That fairly-irrefutable thirst for rapidity is not, however, sufficient reason to question the customer-centricity of Subway’s assembly line model. It is not sufficient reason to overturn Ayad’s verdict that Pinkberry "gets" the customer experience and Subway does not.

While customers indeed value speedy, efficient transactions, it is important to clarify that the primary driver behind that valuation is self-interest. Customers are not necessarily looking for rapidity because it benefits "the greater good," they desire it because it gets them to the counter or register more quickly.

So what happens when efficiency clashes with self-interest? Hypocrisy.

Consider the process of boarding an airplane. Those passengers in the middle of the line roll their eyes, sigh and complain about the fact that the early boarders are taking forever to stow their bags and get to their seats. But when the middle passengers, themselves, get to their seats, they rarely demonstrate any urgency in getting comfortable.

One can occasionally witness this same phenomenon at assembly line-driven restaurants like Chipotle and Qdoba. When a "newbie" struggles to comprehend the ordering process, hungry customers mean-mug them over their role in slowing down the line. But when those disgruntled customers get to the front of the line themselves, they won’t hesitate to mull over their meat and salsa selections, stumble through their pockets to find change and question price calculations.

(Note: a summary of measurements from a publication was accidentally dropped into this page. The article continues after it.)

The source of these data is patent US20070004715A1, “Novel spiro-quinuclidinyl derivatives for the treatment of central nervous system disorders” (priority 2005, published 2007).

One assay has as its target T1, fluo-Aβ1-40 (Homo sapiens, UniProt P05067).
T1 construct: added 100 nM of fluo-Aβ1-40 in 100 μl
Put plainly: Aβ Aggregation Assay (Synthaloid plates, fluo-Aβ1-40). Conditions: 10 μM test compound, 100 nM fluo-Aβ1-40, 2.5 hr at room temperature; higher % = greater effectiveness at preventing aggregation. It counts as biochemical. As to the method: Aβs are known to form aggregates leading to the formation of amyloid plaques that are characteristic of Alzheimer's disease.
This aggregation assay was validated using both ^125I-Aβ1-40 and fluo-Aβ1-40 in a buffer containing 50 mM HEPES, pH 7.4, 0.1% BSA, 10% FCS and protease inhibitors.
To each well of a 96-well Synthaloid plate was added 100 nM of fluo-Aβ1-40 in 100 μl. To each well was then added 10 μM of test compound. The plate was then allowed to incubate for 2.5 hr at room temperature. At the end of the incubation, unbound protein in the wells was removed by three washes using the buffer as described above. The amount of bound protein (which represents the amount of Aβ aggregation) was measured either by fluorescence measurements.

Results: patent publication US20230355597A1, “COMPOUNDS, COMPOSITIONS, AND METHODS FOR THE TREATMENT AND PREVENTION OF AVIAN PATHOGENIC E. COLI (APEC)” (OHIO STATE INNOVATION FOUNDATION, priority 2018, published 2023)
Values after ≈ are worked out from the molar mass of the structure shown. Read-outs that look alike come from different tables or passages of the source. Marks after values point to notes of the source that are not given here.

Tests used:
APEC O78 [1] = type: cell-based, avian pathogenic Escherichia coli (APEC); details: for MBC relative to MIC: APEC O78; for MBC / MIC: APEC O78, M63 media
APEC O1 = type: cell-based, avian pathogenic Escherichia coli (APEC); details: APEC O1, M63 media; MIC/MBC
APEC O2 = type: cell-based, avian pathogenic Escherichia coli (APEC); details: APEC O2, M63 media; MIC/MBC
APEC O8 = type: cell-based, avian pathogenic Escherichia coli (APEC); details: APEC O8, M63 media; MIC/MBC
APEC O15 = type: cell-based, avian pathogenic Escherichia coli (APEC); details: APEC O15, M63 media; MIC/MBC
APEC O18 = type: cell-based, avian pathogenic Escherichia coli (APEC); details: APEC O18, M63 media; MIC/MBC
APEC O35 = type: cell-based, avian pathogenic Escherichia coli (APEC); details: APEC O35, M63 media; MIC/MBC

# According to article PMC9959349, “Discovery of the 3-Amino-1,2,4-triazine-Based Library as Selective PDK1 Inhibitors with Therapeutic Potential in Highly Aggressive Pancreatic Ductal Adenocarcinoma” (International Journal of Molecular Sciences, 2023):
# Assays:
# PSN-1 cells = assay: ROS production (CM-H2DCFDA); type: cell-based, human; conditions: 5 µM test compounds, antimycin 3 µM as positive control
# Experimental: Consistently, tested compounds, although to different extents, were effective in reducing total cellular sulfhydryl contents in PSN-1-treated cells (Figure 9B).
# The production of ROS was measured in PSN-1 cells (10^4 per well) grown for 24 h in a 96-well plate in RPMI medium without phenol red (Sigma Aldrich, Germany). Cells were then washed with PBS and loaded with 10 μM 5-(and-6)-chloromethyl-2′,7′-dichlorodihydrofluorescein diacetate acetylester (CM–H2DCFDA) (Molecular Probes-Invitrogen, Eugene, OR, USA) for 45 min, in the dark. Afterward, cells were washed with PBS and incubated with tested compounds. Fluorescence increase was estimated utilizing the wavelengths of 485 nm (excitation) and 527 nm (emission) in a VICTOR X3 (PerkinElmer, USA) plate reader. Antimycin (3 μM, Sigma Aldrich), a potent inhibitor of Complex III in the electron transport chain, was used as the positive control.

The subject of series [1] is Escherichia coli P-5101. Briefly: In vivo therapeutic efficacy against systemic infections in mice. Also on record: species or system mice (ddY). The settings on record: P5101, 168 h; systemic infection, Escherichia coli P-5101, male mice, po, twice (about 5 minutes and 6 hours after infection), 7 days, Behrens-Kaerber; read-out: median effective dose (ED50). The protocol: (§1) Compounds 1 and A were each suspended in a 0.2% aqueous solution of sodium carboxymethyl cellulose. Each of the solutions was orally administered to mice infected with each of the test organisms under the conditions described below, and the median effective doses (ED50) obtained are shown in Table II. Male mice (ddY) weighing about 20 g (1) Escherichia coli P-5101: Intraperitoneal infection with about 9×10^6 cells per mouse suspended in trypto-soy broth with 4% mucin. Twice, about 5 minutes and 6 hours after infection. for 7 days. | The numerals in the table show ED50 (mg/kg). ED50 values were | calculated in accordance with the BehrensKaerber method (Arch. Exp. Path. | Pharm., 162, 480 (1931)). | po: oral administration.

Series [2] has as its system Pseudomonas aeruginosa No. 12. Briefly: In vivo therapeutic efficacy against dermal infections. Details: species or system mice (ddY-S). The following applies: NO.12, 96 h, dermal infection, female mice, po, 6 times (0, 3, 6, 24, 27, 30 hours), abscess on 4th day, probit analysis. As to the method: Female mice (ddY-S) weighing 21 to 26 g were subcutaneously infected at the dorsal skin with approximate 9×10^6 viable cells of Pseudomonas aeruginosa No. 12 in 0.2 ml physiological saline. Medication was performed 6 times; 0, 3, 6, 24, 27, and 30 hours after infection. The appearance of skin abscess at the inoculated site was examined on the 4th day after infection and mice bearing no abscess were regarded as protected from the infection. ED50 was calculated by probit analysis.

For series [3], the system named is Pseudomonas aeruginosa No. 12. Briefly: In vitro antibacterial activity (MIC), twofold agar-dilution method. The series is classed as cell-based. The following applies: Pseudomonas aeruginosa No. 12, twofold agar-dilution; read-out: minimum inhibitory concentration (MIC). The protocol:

It would be futile—and flat-out inaccurate—to suggest that lunchtime customers at major chain restaurants do not value efficiency. They do, and so there is indeed some customer-centric merit behind Subway’s ordering and checkout system.

That is not, however, proof that they do not want to engage with the staff members when they reach the front of the line. Customers demand efficiency because it produces a more enjoyable process for them; once they are actually at the point of engagement, their desire is to achieve the best possible experience, even if it means slowing down the system for others. Customers are not typically of a "greater good" breed.

Subway succeeds because it represents a logistically-attractive option for those on the go. That success does not signal an absence of flaws in the customer experience, nor should it suggest that Subway stands to gain anything less than a massive customer satisfaction benefit if it thinks more about human, relationship-minded factors in each interaction.

Cynical view of the 21stcentury customer aside, Ayad’s comparison of the Pinkberry and Subway experiences passes muster on a more fundamental ground. Embedded within his surface exploration of the distinctions between the two chains is a line that gets to the heart of what matters in crafting the retail customer experience: "No smiles, no conversation, no nonsense…’we have a sandwich to build, and you need to keep moving.’"